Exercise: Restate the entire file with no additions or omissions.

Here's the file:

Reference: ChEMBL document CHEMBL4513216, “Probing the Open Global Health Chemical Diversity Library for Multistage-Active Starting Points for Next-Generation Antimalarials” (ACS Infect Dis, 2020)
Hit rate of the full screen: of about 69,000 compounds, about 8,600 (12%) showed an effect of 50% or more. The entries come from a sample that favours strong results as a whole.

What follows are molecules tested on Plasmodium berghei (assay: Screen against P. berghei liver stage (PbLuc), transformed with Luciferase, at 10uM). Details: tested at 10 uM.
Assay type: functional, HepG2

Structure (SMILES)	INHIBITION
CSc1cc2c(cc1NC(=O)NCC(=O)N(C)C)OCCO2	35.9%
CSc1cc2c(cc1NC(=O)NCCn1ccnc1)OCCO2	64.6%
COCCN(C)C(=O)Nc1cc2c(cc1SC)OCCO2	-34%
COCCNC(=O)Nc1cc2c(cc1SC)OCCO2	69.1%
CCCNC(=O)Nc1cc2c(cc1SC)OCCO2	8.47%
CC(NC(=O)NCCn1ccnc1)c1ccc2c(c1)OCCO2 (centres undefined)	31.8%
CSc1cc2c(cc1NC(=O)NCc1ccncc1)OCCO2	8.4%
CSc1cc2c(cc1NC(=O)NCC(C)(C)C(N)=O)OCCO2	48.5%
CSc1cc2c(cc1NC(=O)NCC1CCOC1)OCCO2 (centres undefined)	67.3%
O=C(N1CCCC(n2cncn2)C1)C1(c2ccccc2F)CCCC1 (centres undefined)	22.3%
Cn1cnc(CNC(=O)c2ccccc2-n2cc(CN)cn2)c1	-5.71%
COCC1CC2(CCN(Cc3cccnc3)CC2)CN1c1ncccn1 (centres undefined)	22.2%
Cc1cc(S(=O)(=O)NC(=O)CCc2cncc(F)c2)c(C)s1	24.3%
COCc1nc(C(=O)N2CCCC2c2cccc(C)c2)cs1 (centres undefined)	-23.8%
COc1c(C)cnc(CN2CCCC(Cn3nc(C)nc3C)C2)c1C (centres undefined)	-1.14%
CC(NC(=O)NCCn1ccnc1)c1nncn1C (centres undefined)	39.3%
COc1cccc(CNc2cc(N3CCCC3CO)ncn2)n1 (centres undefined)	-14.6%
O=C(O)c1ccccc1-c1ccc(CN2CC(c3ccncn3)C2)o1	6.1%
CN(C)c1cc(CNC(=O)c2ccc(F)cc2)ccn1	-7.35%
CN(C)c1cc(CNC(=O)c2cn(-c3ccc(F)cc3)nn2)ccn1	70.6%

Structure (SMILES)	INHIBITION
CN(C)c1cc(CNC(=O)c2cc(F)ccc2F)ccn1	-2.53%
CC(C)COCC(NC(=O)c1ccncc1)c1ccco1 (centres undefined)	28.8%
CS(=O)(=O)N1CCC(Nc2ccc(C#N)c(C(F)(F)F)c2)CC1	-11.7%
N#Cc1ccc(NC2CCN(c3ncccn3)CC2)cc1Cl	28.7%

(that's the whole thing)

Reference: ChEMBL document CHEMBL4513216, “Probing the Open Global Health Chemical Diversity Library for Multistage-Active Starting Points for Next-Generation Antimalarials” (ACS Infect Dis, 2020)
Hit rate of the full screen: of about 69,000 compounds, about 8,600 (12%) showed an effect of 50% or more. The entries come from a sample that favours strong results as a whole.

What follows are molecules tested on Plasmodium berghei (assay: Screen against P. berghei liver stage (PbLuc), transformed with Luciferase, at 10uM). Details: tested at 10 uM.
Assay type: functional, HepG2

Structure (SMILES)	INHIBITION
CSc1cc2c(cc1NC(=O)NCC(=O)N(C)C)OCCO2	35.9%
CSc1cc2c(cc1NC(=O)NCCn1ccnc1)OCCO2	64.6%
COCCN(C)C(=O)Nc1cc2c(cc1SC)OCCO2	-34%
COCCNC(=O)Nc1cc2c(cc1SC)OCCO2	69.1%
CCCNC(=O)Nc1cc2c(cc1SC)OCCO2	8.47%
CC(NC(=O)NCCn1ccnc1)c1ccc2c(c1)OCCO2 (centres undefined)	31.8%
CSc1cc2c(cc1NC(=O)NCc1ccncc1)OCCO2	8.4%
CSc1cc2c(cc1NC(=O)NCC(C)(C)C(N)=O)OCCO2	48.5%
CSc1cc2c(cc1NC(=O)NCC1CCOC1)OCCO2 (centres undefined)	67.3%
O=C(N1CCCC(n2cncn2)C1)C1(c2ccccc2F)CCCC1 (centres undefined)	22.3%
Cn1cnc(CNC(=O)c2ccccc2-n2cc(CN)cn2)c1	-5.71%
COCC1CC2(CCN(Cc3cccnc3)CC2)CN1c1ncccn1 (centres undefined)	22.2%
Cc1cc(S(=O)(=O)NC(=O)CCc2cncc(F)c2)c(C)s1	24.3%
COCc1nc(C(=O)N2CCCC2c2cccc(C)c2)cs1 (centres undefined)	-23.8%
COc1c(C)cnc(CN2CCCC(Cn3nc(C)nc3C)C2)c1C (centres undefined)	-1.14%
CC(NC(=O)NCCn1ccnc1)c1nncn1C (centres undefined)	39.3%
COc1cccc(CNc2cc(N3CCCC3CO)ncn2)n1 (centres undefined)	-14.6%
O=C(O)c1ccccc1-c1ccc(CN2CC(c3ccncn3)C2)o1	6.1%
CN(C)c1cc(CNC(=O)c2ccc(F)cc2)ccn1	-7.35%
CN(C)c1cc(CNC(=O)c2cn(-c3ccc(F)cc3)nn2)ccn1	70.6%

Structure (SMILES)	INHIBITION
CN(C)c1cc(CNC(=O)c2cc(F)ccc2F)ccn1	-2.53%
CC(C)COCC(NC(=O)c1ccncc1)c1ccco1 (centres undefined)	28.8%
CS(=O)(=O)N1CCC(Nc2ccc(C#N)c(C(F)(F)F)c2)CC1	-11.7%
N#Cc1ccc(NC2CCN(c3ncccn3)CC2)cc1Cl	28.7%